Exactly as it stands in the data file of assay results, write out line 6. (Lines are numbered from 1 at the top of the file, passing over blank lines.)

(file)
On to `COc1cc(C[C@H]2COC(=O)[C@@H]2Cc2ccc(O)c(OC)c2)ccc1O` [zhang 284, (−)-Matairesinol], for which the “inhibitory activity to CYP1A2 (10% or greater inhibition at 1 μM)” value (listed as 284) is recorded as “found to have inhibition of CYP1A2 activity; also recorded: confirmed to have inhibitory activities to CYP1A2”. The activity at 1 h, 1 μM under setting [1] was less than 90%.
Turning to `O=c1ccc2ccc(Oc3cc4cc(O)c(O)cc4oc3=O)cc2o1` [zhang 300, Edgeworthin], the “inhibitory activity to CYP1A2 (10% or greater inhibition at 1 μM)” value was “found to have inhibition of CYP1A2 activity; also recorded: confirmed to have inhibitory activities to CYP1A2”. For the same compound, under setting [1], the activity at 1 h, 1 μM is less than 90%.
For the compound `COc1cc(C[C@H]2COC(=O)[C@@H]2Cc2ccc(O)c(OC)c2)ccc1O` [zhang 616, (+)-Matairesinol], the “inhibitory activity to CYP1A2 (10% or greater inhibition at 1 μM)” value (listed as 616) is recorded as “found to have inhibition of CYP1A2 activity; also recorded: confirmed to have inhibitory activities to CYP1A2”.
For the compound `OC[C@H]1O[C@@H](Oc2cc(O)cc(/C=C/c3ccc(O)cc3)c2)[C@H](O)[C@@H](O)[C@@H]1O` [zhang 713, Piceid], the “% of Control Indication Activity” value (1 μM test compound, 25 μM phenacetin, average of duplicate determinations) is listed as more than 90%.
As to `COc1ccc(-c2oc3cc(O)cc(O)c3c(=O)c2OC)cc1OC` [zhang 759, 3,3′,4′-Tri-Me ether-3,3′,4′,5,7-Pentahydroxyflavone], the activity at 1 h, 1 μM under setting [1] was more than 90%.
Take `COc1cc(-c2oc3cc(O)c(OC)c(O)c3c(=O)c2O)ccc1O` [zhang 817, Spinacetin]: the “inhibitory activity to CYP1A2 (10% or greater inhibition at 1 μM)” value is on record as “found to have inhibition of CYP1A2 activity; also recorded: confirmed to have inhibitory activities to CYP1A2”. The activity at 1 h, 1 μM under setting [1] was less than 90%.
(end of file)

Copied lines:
Take `COc1cc(-c2oc3cc(O)c(OC)c(O)c3c(=O)c2O)ccc1O` [zhang 817, Spinacetin]: the “inhibitory activity to CYP1A2 (10% or greater inhibition at 1 μM)” value is on record as “found to have inhibition of CYP1A2 activity; also recorded: confirmed to have inhibitory activities to CYP1A2”. The activity at 1 h, 1 μM under setting [1] was less than 90%.